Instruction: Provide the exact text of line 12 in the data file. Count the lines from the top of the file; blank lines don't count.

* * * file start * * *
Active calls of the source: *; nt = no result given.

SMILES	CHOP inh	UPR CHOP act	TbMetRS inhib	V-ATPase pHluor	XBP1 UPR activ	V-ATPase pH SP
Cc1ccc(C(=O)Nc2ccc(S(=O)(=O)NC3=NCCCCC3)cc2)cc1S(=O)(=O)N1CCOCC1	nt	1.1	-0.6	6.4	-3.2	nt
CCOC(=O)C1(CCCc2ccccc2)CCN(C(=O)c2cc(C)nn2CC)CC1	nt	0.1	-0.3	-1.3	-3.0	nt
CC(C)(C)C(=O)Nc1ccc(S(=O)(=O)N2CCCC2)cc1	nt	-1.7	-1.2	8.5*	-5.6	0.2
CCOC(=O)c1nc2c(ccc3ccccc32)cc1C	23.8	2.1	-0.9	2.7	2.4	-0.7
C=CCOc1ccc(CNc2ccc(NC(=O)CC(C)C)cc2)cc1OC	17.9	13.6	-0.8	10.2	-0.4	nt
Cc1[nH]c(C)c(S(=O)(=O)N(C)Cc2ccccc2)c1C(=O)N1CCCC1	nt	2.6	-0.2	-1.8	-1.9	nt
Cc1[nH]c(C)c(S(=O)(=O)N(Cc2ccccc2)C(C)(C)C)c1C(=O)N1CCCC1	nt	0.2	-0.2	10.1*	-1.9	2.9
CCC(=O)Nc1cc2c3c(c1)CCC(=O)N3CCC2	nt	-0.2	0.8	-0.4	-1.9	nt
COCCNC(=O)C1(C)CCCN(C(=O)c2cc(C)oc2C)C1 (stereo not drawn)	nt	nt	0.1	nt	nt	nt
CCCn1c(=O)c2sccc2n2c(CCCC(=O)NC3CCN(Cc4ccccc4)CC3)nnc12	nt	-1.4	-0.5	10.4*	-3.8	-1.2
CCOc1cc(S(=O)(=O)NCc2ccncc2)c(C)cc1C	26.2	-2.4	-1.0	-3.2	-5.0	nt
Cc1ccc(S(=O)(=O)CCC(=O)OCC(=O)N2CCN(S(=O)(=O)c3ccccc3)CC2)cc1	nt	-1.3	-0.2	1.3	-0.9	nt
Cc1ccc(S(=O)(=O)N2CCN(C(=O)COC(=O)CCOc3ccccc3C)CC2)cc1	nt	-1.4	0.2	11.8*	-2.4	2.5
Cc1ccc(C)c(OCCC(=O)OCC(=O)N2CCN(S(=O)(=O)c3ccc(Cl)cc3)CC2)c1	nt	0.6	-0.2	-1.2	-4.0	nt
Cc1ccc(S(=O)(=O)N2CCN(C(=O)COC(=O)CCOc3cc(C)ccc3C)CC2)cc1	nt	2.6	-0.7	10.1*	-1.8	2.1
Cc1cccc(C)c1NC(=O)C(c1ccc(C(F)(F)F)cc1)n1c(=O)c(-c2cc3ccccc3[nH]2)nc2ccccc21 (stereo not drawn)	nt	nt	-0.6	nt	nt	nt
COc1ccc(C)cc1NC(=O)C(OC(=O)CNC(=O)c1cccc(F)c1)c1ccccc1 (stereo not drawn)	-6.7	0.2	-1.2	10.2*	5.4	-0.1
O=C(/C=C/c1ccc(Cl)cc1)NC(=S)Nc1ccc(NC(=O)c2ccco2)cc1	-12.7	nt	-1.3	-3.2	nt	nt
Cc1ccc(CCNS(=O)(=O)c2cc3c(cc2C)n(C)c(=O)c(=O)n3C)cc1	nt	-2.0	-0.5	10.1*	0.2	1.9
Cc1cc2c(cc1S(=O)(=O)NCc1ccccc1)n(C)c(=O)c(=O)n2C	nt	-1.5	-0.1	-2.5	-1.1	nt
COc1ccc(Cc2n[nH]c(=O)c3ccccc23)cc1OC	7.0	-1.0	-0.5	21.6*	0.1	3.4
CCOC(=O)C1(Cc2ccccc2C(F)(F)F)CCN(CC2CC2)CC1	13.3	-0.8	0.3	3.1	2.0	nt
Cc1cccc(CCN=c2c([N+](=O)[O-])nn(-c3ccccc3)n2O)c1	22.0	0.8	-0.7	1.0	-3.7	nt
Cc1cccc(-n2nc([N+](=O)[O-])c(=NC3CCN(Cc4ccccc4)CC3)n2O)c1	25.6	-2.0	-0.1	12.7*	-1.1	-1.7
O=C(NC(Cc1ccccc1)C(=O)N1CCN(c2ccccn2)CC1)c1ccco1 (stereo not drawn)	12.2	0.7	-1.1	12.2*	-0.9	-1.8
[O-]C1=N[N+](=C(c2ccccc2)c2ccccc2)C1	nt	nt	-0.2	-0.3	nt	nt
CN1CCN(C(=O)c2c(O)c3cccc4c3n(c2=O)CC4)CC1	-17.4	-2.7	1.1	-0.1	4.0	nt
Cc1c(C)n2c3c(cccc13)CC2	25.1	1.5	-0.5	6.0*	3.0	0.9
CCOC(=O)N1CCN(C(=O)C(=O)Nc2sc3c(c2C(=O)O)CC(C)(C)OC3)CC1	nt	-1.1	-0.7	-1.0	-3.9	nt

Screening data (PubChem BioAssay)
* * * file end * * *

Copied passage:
CCCn1c(=O)c2sccc2n2c(CCCC(=O)NC3CCN(Cc4ccccc4)CC3)nnc12	nt	-1.4	-0.5	10.4*	-3.8	-1.2